I picture it like this: there exists a spiritual forest, with many different paths leading inwards. Some enter the forest from, say, the southern path (e.g. emergent experience), while others enter via the northern path (e.g. personal crisis). Where they entered the forest and how deep into it they are determines what language they use and where they ‘draw the line’ on their beliefs, saying for example, “I believe that consciousness is fundamental, but I don’t believe in reincarnation.” But I have found that to be only a language/conceptual problem because if you define reincarnation using words and concepts about consciousness and never once utter the word ‘reincarnation’, then suddenly it’s acceptable.
Another example is how regressed patients describe a spiritual framework that involves reincarnating over and over with the purpose of evolution and growth – this mirrors the theory of complexity and systems science that suggests the universe is evolving to be more complex and conscious. Evolution and growth. Samesies, just different narrative. They are universal truths that we express through filtered narratives, but we’re all approaching the same thing. The underlying concepts, forms, and archetypes are the same, no matter what you call them (aka unitary consciousness, intuition, psychic phenomena, complexity, cosmic consciousness, etc).
I have come to respect people’s belief and language boundaries, even though I believe they are somewhat arbitrary. The narratives are important because if you say the wrong word and activate the person’s ego defenses, all bets are off and the conversation is over.
Although I must also say that there is a movement to reclaim the ‘impossible’ or emergent aspects of the human experience and thus finally bridge science & spirituality and not have to dance around these topics, such as in Jeff Kripal’s call for a Superhumanities (I also recommend The Flip), the Emergent Phenomenology Research Consortium’s mission to incorporate an understanding of emergent experiences in medicine, the Scientific and Medical Network, the Galileo Commission, and the Archives of the Impossible at Rice University. Emergent phenomena are, well, emerging once again.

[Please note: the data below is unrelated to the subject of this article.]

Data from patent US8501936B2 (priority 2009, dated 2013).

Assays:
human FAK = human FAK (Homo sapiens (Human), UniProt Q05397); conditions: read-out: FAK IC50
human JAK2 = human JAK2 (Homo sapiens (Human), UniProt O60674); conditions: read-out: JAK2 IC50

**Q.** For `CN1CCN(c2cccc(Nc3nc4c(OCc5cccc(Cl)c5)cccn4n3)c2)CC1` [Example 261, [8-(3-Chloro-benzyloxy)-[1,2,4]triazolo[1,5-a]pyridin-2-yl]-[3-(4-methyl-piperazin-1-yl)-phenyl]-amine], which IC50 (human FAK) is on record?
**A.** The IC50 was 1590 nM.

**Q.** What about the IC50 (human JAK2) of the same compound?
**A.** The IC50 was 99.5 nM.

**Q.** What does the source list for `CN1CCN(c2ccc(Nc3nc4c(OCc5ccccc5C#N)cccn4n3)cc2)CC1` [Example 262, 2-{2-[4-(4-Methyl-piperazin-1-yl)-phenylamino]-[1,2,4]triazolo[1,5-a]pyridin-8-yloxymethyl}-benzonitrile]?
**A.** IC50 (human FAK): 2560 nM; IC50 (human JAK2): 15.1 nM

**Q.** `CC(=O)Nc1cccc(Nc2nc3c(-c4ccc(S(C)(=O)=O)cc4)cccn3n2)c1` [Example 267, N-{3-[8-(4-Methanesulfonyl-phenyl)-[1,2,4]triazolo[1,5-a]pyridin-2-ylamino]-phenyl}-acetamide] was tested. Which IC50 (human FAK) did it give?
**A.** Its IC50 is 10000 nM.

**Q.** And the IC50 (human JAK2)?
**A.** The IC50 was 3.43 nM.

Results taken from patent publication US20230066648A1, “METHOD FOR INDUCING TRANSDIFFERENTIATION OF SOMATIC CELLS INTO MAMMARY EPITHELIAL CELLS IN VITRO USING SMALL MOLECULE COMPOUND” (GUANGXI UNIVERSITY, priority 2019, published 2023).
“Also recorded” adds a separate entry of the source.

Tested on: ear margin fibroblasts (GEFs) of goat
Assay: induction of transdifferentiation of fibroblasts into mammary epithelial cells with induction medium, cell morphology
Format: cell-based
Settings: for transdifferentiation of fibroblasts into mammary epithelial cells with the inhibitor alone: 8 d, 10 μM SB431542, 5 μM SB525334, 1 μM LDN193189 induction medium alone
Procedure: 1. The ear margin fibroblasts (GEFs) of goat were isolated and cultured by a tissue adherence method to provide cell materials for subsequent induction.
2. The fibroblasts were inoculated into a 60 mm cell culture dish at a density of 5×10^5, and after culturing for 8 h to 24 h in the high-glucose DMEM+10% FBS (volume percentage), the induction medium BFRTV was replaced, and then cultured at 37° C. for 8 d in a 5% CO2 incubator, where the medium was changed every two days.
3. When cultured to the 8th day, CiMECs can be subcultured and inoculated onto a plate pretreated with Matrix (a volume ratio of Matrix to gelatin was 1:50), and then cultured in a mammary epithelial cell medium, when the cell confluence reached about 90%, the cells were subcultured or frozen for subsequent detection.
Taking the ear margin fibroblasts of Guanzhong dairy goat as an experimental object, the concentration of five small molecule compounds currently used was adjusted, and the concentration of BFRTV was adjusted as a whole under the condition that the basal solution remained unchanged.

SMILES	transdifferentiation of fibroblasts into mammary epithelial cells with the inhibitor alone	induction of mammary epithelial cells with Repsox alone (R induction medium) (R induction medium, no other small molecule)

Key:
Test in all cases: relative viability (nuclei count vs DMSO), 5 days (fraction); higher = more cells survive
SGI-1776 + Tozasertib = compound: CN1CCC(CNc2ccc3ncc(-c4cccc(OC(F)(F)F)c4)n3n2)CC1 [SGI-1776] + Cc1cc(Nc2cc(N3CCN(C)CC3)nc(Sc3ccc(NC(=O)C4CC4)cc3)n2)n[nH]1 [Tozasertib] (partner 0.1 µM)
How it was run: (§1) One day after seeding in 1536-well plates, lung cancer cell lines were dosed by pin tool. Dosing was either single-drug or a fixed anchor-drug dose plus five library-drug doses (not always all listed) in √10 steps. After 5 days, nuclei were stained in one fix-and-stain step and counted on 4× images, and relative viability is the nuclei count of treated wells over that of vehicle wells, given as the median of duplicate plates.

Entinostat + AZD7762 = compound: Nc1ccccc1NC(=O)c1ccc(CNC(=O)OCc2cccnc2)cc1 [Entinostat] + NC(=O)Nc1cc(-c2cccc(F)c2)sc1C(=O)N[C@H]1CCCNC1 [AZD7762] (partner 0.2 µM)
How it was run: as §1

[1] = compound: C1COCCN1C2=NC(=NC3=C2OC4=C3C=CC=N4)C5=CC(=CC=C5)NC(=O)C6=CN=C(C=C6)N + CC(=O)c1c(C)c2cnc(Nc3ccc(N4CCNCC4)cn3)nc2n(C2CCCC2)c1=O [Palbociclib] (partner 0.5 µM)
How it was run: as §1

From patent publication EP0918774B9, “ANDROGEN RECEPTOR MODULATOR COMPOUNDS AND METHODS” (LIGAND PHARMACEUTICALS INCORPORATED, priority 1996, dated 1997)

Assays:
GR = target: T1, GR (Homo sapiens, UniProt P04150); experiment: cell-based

Leaving the science out of it, how does one use this in day-to-day living?
For me, it boils down (more or less) to this worldview (love this graph by Brett Anderson):
Life is a process of becoming that has meaning and purpose. Life challenges are meaningful because they propel you on that path. So, when you encounter challenges, ask yourself, “What am I supposed to be learning from this?”
There is a life force that runs through everything. When we align with the flow, it guides us on our life path. The easiest way to be in the flow is to be yourself and ‘follow your bliss’ or what sets your soul on fire. Unfortunately, along our life paths, we acquire traumas and various conditioning experiences (e.g. “girls shouldn’t speak too loudly,” “art is a waste of time,” “you’re worthless,” etc) that fog up our true selves. We learn it isn’t safe to be who we truly are. When you get too far from your true self/universal flow, the Universe presents you with a challenge that, when overcome, will reconnect you. So, challenges are really invitations or opportunities to step into your next level. Bit by bit, challenge by challenge, you return to yourself. This is individuation and self-actualization. The Hero’s Journey. Why do this? Because…
Coming into that flow is where the beauty of life becomes apparent (i.e. your wellbeing and happiness increase). This matters because…
We are all interconnected and, thus, my being affects others. Together, we comprise the whole. So, when we are out of alignment, the whole is out of alignment. As we move toward wholeness, so does everything else. As a small-scale example: when I carry around unresolved anger and hurt from my past, it affects everyone I interact with because I infuse it into every exchange. How do I take care of myself and work toward wholeness? Well…
The challenges/opportunities arise by themselves, but when they arise, make space for your true self/creative insights to emerge; these are what will propel you forward. This is what psychedelics, any altered states, and all healing modalities help you do. They help you reconnect to yourself.
And it is my belief that the true self is love (I’m not sorry about how ‘cheesy’ that sounds).
Honestly, a solely hard science approach doesn’t cut it for me anymore – that approach was keeping me from my flow. I needed a personal crisis to return to the part of me that demands a little dash of the whimsical, the romantic, and the mystical. But I understand that for many others it will be the other way around.
Choose your own narrative. But just know this: You matter. Your life matters. Your uniqueness matters. Your suffering has meaning. The Universe needs you. And science is slowly gathering the evidence to ‘prove’ it.